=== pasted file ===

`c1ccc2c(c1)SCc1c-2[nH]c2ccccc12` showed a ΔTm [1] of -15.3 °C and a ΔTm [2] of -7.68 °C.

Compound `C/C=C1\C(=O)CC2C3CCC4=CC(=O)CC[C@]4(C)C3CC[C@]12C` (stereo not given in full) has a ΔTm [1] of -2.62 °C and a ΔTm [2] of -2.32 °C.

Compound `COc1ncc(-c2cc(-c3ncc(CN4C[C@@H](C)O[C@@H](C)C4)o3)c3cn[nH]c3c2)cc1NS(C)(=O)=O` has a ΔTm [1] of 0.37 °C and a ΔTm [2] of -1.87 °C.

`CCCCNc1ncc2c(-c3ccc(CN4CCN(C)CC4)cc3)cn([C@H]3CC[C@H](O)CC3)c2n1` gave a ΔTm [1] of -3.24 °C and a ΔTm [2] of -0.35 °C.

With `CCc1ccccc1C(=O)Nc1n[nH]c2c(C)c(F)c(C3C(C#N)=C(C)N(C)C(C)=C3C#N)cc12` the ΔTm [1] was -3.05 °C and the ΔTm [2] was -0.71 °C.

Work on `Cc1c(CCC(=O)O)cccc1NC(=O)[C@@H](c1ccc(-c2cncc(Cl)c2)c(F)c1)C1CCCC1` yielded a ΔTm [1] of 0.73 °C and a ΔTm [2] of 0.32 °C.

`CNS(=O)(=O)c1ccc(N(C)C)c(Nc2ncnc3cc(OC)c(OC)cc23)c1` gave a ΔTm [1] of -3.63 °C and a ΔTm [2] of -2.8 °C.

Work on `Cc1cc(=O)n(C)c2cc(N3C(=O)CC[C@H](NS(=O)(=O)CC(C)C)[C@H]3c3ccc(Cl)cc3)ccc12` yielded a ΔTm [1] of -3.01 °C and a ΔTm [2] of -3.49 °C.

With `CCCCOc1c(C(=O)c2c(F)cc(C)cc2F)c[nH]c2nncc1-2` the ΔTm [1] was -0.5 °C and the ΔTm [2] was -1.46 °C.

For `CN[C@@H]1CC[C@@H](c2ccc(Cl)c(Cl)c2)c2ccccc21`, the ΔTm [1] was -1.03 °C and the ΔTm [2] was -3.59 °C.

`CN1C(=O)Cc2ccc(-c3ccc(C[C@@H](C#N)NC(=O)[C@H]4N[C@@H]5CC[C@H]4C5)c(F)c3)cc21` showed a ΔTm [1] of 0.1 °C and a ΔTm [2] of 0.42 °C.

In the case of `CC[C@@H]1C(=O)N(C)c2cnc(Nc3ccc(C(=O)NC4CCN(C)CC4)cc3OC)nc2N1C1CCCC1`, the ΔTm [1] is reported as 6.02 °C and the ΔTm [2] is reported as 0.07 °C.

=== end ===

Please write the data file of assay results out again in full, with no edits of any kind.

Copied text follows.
`c1ccc2c(c1)SCc1c-2[nH]c2ccccc12` showed a ΔTm [1] of -15.3 °C and a ΔTm [2] of -7.68 °C.

Compound `C/C=C1\C(=O)CC2C3CCC4=CC(=O)CC[C@]4(C)C3CC[C@]12C` (stereo not given in full) has a ΔTm [1] of -2.62 °C and a ΔTm [2] of -2.32 °C.

Compound `COc1ncc(-c2cc(-c3ncc(CN4C[C@@H](C)O[C@@H](C)C4)o3)c3cn[nH]c3c2)cc1NS(C)(=O)=O` has a ΔTm [1] of 0.37 °C and a ΔTm [2] of -1.87 °C.

`CCCCNc1ncc2c(-c3ccc(CN4CCN(C)CC4)cc3)cn([C@H]3CC[C@H](O)CC3)c2n1` gave a ΔTm [1] of -3.24 °C and a ΔTm [2] of -0.35 °C.

With `CCc1ccccc1C(=O)Nc1n[nH]c2c(C)c(F)c(C3C(C#N)=C(C)N(C)C(C)=C3C#N)cc12` the ΔTm [1] was -3.05 °C and the ΔTm [2] was -0.71 °C.

Work on `Cc1c(CCC(=O)O)cccc1NC(=O)[C@@H](c1ccc(-c2cncc(Cl)c2)c(F)c1)C1CCCC1` yielded a ΔTm [1] of 0.73 °C and a ΔTm [2] of 0.32 °C.

`CNS(=O)(=O)c1ccc(N(C)C)c(Nc2ncnc3cc(OC)c(OC)cc23)c1` gave a ΔTm [1] of -3.63 °C and a ΔTm [2] of -2.8 °C.

Work on `Cc1cc(=O)n(C)c2cc(N3C(=O)CC[C@H](NS(=O)(=O)CC(C)C)[C@H]3c3ccc(Cl)cc3)ccc12` yielded a ΔTm [1] of -3.01 °C and a ΔTm [2] of -3.49 °C.

With `CCCCOc1c(C(=O)c2c(F)cc(C)cc2F)c[nH]c2nncc1-2` the ΔTm [1] was -0.5 °C and the ΔTm [2] was -1.46 °C.

For `CN[C@@H]1CC[C@@H](c2ccc(Cl)c(Cl)c2)c2ccccc21`, the ΔTm [1] was -1.03 °C and the ΔTm [2] was -3.59 °C.

`CN1C(=O)Cc2ccc(-c3ccc(C[C@@H](C#N)NC(=O)[C@H]4N[C@@H]5CC[C@H]4C5)c(F)c3)cc21` showed a ΔTm [1] of 0.1 °C and a ΔTm [2] of 0.42 °C.

In the case of `CC[C@@H]1C(=O)N(C)c2cnc(Nc3ccc(C(=O)NC4CCN(C)CC4)cc3OC)nc2N1C1CCCC1`, the ΔTm [1] is reported as 6.02 °C and the ΔTm [2] is reported as 0.07 °C.